While visiting his ancestral Indian home, Asheq Akhtar was inspired to create The Instrument. His time in Karnasubarna must have been positive, because his sonic reaction is vibrant and warm; the album oozes color like a just-dyed sari drying in the sun.
The presence of infrequently-heard instruments and rhythms lies at the heart of the album’s appeal. (Infrequently, that is, to Western ears.) The best of these is the ektara, Bangladesh’s national instrument, showcased on “The star with only one string”. And yes, there’s only one string used on the track, although this seems nearly impossible given its fullness of sound. The beat is tapped on the skin of the base, making the ektara a one-instrument band. On other tracks, Akhtar uses a pair of second-hand acoustic guitars, often playing actively enough to bust strings. The appealingly ethnic patina of “An uncertain evisceration of nothing” and “DRRMBSL” (which includes voices captured in Karnasubarna) marks them as standouts.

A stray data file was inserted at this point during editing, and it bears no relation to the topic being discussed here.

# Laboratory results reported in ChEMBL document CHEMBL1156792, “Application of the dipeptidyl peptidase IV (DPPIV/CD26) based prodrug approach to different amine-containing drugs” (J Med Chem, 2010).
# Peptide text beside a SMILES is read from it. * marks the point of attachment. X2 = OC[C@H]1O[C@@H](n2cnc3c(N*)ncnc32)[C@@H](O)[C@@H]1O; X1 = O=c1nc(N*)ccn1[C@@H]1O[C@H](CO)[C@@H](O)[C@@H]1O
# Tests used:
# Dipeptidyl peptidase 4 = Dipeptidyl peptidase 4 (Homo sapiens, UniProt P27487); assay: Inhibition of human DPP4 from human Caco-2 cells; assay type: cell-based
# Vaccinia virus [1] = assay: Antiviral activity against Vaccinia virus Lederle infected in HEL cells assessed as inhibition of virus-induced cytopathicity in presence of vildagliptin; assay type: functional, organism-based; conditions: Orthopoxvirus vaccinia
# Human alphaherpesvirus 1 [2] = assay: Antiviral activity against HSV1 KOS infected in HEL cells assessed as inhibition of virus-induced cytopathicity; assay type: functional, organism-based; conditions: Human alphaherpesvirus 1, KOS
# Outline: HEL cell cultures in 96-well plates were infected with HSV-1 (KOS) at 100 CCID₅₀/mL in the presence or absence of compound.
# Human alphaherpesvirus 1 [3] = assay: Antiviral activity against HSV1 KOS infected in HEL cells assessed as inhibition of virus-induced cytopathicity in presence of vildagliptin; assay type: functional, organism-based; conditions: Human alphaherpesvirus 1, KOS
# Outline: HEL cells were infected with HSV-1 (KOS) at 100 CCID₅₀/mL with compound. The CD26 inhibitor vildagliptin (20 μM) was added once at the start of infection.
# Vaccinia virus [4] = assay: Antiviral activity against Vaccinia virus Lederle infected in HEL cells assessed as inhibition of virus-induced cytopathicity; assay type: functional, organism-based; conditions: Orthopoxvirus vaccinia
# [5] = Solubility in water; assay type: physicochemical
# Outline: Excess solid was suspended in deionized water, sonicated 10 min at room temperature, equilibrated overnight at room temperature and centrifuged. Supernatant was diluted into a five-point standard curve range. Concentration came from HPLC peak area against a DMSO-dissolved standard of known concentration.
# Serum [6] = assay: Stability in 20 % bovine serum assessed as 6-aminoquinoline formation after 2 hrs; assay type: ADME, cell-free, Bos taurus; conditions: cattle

The Instrument was recorded in Akhtar’s living room. As might be expected from such a setup, many natural sounds wander into the mix, including the meowing of a friendly cat. This authenticity makes the album a perfect fit for vinyl. As it turns out, Akhtar had good reason to be in such a good mood; his daughter was born just as the album was completed. The Instrument probably wasn’t played in the waiting room, but it’s a safe bet to guess that it’s been spun as a welcome home, and that the latest addition to the Akhtar family will one day get to see Karnasubarna for herself. (Richard Allen)